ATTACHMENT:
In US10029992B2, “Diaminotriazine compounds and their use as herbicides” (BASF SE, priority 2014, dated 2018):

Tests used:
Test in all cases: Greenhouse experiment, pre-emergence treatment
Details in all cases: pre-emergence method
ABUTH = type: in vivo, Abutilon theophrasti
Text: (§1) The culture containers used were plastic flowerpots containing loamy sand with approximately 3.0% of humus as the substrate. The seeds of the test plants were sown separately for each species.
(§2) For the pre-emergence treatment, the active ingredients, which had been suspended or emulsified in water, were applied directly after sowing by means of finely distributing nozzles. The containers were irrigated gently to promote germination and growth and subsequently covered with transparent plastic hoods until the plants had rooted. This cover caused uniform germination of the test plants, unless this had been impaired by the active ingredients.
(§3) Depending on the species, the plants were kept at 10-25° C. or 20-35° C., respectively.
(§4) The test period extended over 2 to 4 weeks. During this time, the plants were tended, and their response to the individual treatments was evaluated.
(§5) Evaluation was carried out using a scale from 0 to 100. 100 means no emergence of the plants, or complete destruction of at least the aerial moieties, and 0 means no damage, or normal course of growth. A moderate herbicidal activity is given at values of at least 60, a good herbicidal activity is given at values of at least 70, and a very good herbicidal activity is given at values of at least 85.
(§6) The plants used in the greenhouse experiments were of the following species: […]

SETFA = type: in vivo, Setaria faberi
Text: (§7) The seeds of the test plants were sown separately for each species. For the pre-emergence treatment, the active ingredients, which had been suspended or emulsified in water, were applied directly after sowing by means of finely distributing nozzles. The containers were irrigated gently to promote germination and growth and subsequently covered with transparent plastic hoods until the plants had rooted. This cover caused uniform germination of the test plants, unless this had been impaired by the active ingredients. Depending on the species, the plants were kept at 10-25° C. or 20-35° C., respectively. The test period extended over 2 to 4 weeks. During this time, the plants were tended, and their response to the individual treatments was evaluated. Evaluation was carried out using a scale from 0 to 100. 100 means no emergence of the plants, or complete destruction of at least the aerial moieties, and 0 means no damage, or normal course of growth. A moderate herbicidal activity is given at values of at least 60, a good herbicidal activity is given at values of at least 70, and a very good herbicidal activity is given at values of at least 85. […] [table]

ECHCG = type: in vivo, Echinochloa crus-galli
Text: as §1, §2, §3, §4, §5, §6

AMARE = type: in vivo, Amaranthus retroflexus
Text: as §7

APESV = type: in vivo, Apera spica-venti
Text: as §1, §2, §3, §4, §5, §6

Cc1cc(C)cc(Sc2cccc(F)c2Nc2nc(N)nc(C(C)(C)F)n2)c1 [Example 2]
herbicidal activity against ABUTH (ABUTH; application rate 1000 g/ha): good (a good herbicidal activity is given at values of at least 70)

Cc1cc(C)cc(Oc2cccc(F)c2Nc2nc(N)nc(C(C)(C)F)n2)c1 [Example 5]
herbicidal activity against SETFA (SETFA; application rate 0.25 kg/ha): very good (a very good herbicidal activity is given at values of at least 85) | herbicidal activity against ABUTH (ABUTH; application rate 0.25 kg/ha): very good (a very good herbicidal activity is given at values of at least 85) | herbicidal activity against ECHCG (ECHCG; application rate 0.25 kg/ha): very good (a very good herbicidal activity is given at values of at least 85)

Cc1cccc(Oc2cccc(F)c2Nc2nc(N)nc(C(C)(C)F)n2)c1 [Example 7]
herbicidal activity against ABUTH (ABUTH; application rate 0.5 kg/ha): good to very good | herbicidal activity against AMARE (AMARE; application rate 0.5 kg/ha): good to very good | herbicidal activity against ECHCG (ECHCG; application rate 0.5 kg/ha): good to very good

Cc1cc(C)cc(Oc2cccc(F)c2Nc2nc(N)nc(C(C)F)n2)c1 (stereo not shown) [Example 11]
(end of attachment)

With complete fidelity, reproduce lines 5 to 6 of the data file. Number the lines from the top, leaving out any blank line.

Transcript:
ABUTH = type: in vivo, Abutilon theophrasti
Text: (§1) The culture containers used were plastic flowerpots containing loamy sand with approximately 3.0% of humus as the substrate. The seeds of the test plants were sown separately for each species.